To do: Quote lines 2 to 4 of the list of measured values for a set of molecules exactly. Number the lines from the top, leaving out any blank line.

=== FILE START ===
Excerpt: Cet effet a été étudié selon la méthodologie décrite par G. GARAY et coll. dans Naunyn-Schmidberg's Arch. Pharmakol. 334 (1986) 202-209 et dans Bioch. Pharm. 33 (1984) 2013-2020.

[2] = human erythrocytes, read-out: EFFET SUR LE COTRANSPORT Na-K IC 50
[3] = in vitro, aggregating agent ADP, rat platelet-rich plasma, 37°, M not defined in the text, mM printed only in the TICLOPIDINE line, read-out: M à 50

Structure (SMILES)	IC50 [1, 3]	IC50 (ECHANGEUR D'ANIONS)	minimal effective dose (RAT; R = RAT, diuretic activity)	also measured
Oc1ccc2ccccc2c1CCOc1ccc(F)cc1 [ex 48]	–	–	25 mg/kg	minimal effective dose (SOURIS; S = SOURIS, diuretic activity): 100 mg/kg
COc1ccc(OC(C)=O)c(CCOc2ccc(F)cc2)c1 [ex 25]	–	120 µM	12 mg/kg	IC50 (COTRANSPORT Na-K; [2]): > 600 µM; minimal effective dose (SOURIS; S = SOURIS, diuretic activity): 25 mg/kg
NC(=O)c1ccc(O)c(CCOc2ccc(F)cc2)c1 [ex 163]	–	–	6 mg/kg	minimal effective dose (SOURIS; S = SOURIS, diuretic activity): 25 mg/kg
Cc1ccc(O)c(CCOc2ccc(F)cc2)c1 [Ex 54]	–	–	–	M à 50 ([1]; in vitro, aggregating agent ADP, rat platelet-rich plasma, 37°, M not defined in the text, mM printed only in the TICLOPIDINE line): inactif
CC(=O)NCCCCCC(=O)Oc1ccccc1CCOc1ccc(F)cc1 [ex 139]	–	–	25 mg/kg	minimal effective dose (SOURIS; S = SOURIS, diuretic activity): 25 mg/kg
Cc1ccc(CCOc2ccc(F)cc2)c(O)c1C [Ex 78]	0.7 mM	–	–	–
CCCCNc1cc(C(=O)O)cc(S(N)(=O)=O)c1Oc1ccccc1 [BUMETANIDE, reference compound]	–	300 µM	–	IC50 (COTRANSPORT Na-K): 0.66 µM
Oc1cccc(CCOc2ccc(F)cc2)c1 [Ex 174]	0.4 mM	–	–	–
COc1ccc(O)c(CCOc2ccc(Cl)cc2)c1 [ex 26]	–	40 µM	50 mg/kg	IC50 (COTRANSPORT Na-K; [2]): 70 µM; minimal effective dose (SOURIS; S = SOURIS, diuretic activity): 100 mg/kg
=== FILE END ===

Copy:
[2] = human erythrocytes, read-out: EFFET SUR LE COTRANSPORT Na-K IC 50
[3] = in vitro, aggregating agent ADP, rat platelet-rich plasma, 37°, M not defined in the text, mM printed only in the TICLOPIDINE line, read-out: M à 50

Structure (SMILES)	IC50 [1, 3]	IC50 (ECHANGEUR D'ANIONS)	minimal effective dose (RAT; R = RAT, diuretic activity)	also measured